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PostPosted: Thu Apr 11, 2013 12:13 am 
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Joined: Wed Apr 10, 2013 11:53 pm
Posts: 2
I have a M. Hohner Trumpet Call Harmonica that I found going through my late Fathers things (he was born in 1915). I don't know much about it as it has no box.

It sounds beautiful and is in great condition. It can be played from both sides, one side sounding deeper than the other. It has what appears to be a brass overlay on both sides with a raised trumpet with a mans face in the background. Both ends are red in color and wood with the makers name inscribed on both ends.

Is anyone familiar with this particular harmonica? I am interested in finding out the year it was made and the value.

Thanks! :D
Shirl


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PostPosted: Thu Apr 11, 2013 4:18 am 
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Joined: Sun May 29, 2011 12:49 am
Posts: 667
HC Member Shirl1231,

When you are on the Forum page go to the upper right corner of the page and click on SEARCH. Put in Trumpet Call. You will find all sorts of information.

Be Blues...And Jazz,

Suave Blues Man


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PostPosted: Thu Apr 11, 2013 1:47 pm 
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Joined: Tue Sep 28, 2010 3:54 pm
Posts: 1851
Location: Sussex, Wisconsin, USA
Hello, Shirl1231.

If you can, please post photos of your harmonica, of top side, bottom side, and mouthpiece sides.

There were 4 different models of the Trumpet Call series, made between 1906-1931(?).

Your 2-sided Hohner #426 Trumpet Call harmonica was made from circa 1912-1931, in Trossingen, Germany (at the Hohner factories).

Your Trumpet Call harp has 32 double holes on each mouthpiece,and measures 6.25 inches from left to right on the mouthpiece. It is a tremolo harmonica, probably in the keys of C (one side), and G (the other side).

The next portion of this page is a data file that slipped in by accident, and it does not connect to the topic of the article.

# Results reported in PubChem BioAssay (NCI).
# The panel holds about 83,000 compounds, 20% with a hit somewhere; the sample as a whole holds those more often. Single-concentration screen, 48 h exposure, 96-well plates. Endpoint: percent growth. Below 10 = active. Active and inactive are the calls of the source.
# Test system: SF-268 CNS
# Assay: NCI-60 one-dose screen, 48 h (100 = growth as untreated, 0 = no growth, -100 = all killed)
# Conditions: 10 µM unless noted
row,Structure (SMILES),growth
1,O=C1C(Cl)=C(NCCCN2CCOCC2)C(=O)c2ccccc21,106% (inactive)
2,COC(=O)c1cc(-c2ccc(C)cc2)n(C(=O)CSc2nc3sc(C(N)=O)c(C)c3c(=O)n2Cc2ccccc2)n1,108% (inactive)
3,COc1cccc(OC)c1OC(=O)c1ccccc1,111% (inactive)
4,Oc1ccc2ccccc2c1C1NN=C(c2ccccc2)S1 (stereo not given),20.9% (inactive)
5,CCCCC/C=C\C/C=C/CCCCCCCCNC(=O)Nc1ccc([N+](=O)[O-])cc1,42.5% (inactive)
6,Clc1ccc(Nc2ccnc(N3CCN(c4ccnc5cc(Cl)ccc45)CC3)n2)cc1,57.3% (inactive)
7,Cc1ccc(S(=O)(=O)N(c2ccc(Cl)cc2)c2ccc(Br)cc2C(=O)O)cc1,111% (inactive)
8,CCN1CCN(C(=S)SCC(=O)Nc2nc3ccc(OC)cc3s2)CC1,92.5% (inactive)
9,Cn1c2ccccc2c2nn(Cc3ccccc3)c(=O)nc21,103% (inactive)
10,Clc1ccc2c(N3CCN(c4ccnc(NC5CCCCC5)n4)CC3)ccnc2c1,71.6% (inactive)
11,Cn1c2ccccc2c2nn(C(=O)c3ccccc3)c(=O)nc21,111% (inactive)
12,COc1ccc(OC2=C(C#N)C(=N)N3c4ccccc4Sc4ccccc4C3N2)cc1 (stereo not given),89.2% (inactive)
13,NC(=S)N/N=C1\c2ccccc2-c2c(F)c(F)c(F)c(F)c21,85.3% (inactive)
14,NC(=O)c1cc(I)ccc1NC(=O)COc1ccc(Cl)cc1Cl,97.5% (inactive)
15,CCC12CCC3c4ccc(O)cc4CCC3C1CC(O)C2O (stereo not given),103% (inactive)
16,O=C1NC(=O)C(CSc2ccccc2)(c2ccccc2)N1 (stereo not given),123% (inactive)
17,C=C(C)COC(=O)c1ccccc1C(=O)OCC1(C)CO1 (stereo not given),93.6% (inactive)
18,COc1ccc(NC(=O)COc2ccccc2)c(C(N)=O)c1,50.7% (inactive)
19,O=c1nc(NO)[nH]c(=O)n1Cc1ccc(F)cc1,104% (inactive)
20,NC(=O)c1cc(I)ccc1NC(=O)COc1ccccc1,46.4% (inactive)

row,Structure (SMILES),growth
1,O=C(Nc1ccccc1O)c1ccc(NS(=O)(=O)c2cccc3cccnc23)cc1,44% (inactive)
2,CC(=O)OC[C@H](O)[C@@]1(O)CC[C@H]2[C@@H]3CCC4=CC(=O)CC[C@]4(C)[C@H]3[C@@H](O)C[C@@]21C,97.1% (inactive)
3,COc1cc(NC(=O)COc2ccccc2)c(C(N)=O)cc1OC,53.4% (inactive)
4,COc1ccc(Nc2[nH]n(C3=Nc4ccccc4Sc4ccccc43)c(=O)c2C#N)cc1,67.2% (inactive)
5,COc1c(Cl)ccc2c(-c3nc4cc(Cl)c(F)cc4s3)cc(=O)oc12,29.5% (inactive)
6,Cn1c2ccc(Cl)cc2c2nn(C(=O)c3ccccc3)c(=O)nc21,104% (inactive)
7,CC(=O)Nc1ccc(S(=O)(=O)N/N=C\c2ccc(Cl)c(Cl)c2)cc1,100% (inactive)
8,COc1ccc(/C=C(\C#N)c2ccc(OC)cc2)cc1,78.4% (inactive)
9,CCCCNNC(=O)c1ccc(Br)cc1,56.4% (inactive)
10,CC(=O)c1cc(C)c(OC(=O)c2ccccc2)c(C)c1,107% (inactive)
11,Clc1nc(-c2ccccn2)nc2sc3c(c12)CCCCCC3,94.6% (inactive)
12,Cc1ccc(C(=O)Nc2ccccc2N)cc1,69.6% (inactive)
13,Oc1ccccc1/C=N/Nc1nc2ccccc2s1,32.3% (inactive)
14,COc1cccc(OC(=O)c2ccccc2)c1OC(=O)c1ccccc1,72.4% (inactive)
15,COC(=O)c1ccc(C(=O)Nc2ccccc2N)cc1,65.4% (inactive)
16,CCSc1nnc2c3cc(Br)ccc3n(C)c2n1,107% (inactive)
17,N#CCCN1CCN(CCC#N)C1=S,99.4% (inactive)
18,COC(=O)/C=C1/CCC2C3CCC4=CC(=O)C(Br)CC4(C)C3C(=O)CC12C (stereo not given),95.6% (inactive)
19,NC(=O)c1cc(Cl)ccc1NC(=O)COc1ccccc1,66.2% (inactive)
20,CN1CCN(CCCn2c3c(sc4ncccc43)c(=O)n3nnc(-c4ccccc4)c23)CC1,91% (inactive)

Tremolo harmonicas have two horizontal rows of holes on each mouthpiece. Each vertically paired set of holes has the same pitched reeds, but one of the paired reeds in the vertical set is slightly de-tuned at the factory. When the two vertically stacked reeds are played together, a wavy tone (tremolo) is produced.

Your #426 Trumpet Call harp is known as the "Oriental Beauty," for it's single raised trumpet and the oriental man's face, on the brass covers of the harmonica.

There was also another #426 Trumpet Call, made at about the same time as the Oriental Beauty (1912-'31). It had brass covers with 2 nymphs playing trumpets, with the trumpets facing the left and right sides, and measured 7 inches left to right.It was double-sided, in keys of C and G.

Another Trumpet Call was seen only in a Sears Catalog of that era (1906-1913). It measured 7-1/2 inches left to right, and had 24 double holes, one side only.

The most famous Hohner #220 Trumpet Call harmonica was made for the 50th anniversary of the Hohner Harmonica company, in 1907-1931. It had 5 solid brass trumpets(horns)attached to the audience side of the harmonica. It was an octave harp, like today's Hohner Auto-Valve Harp. It had 10 double holes, and was a one-sided harp. It measured 4-5/8 inches from left to right on the mouthpiece.

The #220 Trumpet Call was re-issued in 2006(?),with gold-plated plastic horns. It's in the key of C.

Your Oriental Beauty has great sentimental value because it was your father's. It is also a rare harp, coveted by harmonica collectors and players. It's $ value is whatever the seller and buyer agree is a fair price. You could probably insure it for $500.

Please keep your Oriental Beauty (unless you need money), and learn to play it. We can help you with that, here at the Harmonica Club. There is a great method book for your study of the tremolo harmonica:

Tremolo & Octave Harmonica Method, by Phil Duncan, Mel Bay publisher. It includes a CD. I'm not an employee of any harmonica company or music publisher.

http://www.melbay.com

You will be sustaining your father's memory for future generations.

Best Regards

John Broecker


Last edited by john_broecker on Fri Apr 12, 2013 12:22 pm, edited 7 times in total.

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PostPosted: Thu Apr 11, 2013 1:47 pm 
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Joined: Tue Sep 28, 2010 3:54 pm
Posts: 1851
Location: Sussex, Wisconsin, USA
Please forget the double-posting. I've erased the 2nd post, identical to the first.

John Broecker


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